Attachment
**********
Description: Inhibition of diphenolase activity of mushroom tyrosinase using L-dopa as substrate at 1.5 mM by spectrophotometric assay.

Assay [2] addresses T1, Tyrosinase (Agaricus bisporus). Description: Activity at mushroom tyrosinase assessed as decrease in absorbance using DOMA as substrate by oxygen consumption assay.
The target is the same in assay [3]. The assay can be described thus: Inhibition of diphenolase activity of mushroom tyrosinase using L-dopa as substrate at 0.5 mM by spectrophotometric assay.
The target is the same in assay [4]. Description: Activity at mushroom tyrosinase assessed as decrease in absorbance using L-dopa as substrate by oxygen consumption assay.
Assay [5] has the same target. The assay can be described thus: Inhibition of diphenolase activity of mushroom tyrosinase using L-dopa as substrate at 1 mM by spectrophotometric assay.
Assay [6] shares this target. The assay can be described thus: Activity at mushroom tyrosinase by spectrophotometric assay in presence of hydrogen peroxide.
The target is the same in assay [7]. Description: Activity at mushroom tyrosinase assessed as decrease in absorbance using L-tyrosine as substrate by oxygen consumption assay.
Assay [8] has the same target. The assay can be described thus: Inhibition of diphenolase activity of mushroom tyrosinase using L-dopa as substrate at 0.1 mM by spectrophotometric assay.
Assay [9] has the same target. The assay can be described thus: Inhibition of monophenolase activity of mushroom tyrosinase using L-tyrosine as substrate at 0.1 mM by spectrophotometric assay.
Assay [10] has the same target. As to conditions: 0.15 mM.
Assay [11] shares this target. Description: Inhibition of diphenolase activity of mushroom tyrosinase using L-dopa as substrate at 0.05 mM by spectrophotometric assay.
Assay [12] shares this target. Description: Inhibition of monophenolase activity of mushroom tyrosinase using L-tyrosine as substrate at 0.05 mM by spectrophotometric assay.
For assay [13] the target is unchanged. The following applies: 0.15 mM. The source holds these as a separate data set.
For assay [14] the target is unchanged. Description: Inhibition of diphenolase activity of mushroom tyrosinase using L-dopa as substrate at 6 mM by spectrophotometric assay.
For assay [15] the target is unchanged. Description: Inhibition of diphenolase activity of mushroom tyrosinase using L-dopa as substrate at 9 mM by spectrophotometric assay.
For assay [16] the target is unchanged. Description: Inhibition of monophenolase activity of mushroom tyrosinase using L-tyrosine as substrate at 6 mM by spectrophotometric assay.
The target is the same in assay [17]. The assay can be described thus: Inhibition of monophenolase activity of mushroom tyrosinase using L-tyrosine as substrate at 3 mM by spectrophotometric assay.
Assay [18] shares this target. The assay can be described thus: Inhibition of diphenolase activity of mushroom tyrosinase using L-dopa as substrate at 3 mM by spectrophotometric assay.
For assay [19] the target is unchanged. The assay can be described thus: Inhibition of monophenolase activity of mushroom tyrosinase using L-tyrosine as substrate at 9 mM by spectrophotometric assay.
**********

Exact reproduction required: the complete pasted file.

Description: Inhibition of diphenolase activity of mushroom tyrosinase using L-dopa as substrate at 1.5 mM by spectrophotometric assay.

Assay [2] addresses T1, Tyrosinase (Agaricus bisporus). Description: Activity at mushroom tyrosinase assessed as decrease in absorbance using DOMA as substrate by oxygen consumption assay.
The target is the same in assay [3]. The assay can be described thus: Inhibition of diphenolase activity of mushroom tyrosinase using L-dopa as substrate at 0.5 mM by spectrophotometric assay.
The target is the same in assay [4]. Description: Activity at mushroom tyrosinase assessed as decrease in absorbance using L-dopa as substrate by oxygen consumption assay.
Assay [5] has the same target. The assay can be described thus: Inhibition of diphenolase activity of mushroom tyrosinase using L-dopa as substrate at 1 mM by spectrophotometric assay.
Assay [6] shares this target. The assay can be described thus: Activity at mushroom tyrosinase by spectrophotometric assay in presence of hydrogen peroxide.
The target is the same in assay [7]. Description: Activity at mushroom tyrosinase assessed as decrease in absorbance using L-tyrosine as substrate by oxygen consumption assay.
Assay [8] has the same target. The assay can be described thus: Inhibition of diphenolase activity of mushroom tyrosinase using L-dopa as substrate at 0.1 mM by spectrophotometric assay.
Assay [9] has the same target. The assay can be described thus: Inhibition of monophenolase activity of mushroom tyrosinase using L-tyrosine as substrate at 0.1 mM by spectrophotometric assay.
Assay [10] has the same target. As to conditions: 0.15 mM.
Assay [11] shares this target. Description: Inhibition of diphenolase activity of mushroom tyrosinase using L-dopa as substrate at 0.05 mM by spectrophotometric assay.
Assay [12] shares this target. Description: Inhibition of monophenolase activity of mushroom tyrosinase using L-tyrosine as substrate at 0.05 mM by spectrophotometric assay.
For assay [13] the target is unchanged. The following applies: 0.15 mM. The source holds these as a separate data set.
For assay [14] the target is unchanged. Description: Inhibition of diphenolase activity of mushroom tyrosinase using L-dopa as substrate at 6 mM by spectrophotometric assay.
For assay [15] the target is unchanged. Description: Inhibition of diphenolase activity of mushroom tyrosinase using L-dopa as substrate at 9 mM by spectrophotometric assay.
For assay [16] the target is unchanged. Description: Inhibition of monophenolase activity of mushroom tyrosinase using L-tyrosine as substrate at 6 mM by spectrophotometric assay.
The target is the same in assay [17]. The assay can be described thus: Inhibition of monophenolase activity of mushroom tyrosinase using L-tyrosine as substrate at 3 mM by spectrophotometric assay.
Assay [18] shares this target. The assay can be described thus: Inhibition of diphenolase activity of mushroom tyrosinase using L-dopa as substrate at 3 mM by spectrophotometric assay.
For assay [19] the target is unchanged. The assay can be described thus: Inhibition of monophenolase activity of mushroom tyrosinase using L-tyrosine as substrate at 9 mM by spectrophotometric assay.